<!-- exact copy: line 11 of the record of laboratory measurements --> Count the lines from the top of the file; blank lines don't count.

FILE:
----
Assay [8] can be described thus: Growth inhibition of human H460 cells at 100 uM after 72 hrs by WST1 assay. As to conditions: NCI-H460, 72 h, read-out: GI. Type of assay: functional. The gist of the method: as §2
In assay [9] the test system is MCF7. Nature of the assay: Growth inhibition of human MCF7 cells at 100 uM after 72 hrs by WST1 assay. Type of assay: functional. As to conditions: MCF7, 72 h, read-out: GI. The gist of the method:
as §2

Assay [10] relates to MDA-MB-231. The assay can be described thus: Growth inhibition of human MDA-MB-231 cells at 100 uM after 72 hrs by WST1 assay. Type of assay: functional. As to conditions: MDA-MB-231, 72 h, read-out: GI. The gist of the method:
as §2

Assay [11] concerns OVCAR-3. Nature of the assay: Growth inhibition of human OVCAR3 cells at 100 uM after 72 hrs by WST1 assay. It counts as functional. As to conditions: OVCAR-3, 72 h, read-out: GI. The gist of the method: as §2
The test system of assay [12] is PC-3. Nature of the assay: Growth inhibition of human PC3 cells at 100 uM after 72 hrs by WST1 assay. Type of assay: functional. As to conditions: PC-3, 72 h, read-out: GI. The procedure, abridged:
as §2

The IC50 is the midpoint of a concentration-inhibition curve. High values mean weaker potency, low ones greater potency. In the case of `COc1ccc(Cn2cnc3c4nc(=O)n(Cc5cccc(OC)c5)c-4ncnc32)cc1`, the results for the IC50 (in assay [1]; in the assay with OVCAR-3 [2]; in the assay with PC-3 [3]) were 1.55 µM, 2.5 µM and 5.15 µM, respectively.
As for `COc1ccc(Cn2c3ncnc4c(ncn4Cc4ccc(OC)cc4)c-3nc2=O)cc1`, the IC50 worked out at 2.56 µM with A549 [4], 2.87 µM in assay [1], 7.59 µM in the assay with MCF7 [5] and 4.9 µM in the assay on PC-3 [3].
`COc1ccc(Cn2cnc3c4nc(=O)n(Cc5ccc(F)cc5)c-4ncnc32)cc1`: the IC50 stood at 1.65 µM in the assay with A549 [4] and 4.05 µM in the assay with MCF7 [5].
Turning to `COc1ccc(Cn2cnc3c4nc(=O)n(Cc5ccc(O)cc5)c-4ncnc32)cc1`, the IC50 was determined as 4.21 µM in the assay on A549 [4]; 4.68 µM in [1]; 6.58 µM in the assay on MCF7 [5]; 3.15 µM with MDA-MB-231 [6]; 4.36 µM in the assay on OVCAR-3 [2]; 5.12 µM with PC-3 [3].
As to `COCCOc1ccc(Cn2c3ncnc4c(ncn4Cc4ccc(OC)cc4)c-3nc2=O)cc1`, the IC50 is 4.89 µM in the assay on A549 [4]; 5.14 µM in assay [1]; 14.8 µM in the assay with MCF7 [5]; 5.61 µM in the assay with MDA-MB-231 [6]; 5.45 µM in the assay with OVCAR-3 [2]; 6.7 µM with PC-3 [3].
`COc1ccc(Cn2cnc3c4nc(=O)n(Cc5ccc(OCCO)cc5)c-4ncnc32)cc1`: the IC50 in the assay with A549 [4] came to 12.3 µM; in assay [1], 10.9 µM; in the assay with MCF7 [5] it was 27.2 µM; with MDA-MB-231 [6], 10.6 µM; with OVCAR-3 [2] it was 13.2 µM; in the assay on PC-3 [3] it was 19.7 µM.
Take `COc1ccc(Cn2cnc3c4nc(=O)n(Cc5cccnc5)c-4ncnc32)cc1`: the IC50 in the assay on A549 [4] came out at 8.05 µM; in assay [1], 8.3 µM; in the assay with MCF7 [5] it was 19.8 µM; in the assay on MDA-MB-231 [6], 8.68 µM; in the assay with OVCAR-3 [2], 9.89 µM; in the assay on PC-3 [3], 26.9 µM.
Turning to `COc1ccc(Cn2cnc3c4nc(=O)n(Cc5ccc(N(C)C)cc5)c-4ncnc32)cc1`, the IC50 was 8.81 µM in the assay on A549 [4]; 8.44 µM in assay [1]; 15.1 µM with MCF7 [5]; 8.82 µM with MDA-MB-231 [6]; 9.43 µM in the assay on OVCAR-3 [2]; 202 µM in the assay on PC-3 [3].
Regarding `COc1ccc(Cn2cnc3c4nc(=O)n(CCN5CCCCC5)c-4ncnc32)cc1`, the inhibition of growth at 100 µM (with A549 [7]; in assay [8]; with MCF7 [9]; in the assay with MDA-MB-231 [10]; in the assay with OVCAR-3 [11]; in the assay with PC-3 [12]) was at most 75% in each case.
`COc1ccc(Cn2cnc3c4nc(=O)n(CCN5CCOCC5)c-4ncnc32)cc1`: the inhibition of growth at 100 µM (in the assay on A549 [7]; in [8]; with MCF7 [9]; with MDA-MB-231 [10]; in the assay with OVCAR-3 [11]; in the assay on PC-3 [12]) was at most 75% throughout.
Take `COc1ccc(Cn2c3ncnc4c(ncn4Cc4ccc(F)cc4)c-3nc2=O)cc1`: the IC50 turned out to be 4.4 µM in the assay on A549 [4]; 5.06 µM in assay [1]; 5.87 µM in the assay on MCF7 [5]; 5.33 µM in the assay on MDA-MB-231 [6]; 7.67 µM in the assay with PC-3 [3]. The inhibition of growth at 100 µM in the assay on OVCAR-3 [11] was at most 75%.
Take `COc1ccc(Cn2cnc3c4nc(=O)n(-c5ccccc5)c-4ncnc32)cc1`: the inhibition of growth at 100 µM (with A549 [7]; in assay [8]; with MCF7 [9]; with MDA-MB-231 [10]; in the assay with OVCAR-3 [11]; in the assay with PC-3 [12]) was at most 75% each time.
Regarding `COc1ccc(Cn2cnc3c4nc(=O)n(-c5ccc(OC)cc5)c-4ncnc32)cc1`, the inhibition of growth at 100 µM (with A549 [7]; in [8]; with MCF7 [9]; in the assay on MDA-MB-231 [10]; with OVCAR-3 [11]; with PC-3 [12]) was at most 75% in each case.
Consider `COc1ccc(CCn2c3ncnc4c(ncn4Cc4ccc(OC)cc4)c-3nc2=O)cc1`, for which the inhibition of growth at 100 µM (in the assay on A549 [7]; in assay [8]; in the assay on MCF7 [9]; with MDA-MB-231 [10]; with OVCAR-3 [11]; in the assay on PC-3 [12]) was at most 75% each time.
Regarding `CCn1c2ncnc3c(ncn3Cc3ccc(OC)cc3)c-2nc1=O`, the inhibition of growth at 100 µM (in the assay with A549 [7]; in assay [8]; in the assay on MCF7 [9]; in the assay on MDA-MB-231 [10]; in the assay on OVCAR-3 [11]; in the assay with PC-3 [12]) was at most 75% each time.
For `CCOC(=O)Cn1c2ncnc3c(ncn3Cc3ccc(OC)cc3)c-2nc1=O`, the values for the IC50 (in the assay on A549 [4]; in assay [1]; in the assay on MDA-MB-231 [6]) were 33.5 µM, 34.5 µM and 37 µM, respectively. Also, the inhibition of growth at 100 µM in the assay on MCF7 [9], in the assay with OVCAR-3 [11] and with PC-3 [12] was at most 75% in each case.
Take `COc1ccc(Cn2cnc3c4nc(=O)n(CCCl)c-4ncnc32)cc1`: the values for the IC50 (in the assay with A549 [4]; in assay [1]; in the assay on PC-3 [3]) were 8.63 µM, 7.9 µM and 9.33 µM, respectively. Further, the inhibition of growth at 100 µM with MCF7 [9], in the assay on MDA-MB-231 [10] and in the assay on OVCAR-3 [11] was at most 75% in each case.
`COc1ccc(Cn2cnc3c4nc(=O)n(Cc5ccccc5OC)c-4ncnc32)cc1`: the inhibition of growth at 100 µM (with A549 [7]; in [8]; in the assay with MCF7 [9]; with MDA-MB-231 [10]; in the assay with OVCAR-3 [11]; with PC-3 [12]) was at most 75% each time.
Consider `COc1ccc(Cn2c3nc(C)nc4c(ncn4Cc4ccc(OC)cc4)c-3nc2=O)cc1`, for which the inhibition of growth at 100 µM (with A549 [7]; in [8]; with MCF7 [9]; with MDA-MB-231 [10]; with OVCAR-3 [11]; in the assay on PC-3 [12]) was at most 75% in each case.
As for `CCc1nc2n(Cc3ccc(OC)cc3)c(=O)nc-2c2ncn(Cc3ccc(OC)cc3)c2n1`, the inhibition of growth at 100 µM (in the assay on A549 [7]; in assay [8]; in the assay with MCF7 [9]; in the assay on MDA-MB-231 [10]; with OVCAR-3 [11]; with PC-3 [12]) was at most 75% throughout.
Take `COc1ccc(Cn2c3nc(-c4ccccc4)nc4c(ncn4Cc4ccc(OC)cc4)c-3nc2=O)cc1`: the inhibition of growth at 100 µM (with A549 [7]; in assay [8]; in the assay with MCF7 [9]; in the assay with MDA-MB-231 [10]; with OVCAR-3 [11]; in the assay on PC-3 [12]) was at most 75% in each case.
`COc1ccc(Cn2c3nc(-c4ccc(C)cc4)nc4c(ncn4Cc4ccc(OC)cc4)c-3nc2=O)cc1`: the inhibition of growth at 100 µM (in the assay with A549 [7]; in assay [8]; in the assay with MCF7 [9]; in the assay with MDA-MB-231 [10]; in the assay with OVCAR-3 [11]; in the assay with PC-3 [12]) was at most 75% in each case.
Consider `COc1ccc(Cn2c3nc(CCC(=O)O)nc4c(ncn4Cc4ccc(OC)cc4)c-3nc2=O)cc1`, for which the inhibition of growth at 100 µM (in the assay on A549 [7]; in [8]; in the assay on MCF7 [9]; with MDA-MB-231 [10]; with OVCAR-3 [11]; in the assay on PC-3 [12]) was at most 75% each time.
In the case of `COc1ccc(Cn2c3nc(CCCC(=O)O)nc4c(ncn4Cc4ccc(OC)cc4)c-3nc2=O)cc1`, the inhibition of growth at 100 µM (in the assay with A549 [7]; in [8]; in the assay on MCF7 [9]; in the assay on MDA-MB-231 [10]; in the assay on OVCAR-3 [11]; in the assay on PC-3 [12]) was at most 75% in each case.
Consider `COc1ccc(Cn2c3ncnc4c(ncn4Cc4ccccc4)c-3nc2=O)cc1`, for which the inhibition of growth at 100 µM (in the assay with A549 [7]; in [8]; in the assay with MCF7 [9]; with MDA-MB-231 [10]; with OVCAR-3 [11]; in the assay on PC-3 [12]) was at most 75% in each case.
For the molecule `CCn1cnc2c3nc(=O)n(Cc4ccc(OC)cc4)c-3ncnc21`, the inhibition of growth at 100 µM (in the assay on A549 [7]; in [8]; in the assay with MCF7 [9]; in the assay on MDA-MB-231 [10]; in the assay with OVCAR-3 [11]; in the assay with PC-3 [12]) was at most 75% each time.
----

`COc1ccc(Cn2cnc3c4nc(=O)n(Cc5ccc(F)cc5)c-4ncnc32)cc1`: the IC50 stood at 1.65 µM in the assay with A549 [4] and 4.05 µM in the assay with MCF7 [5].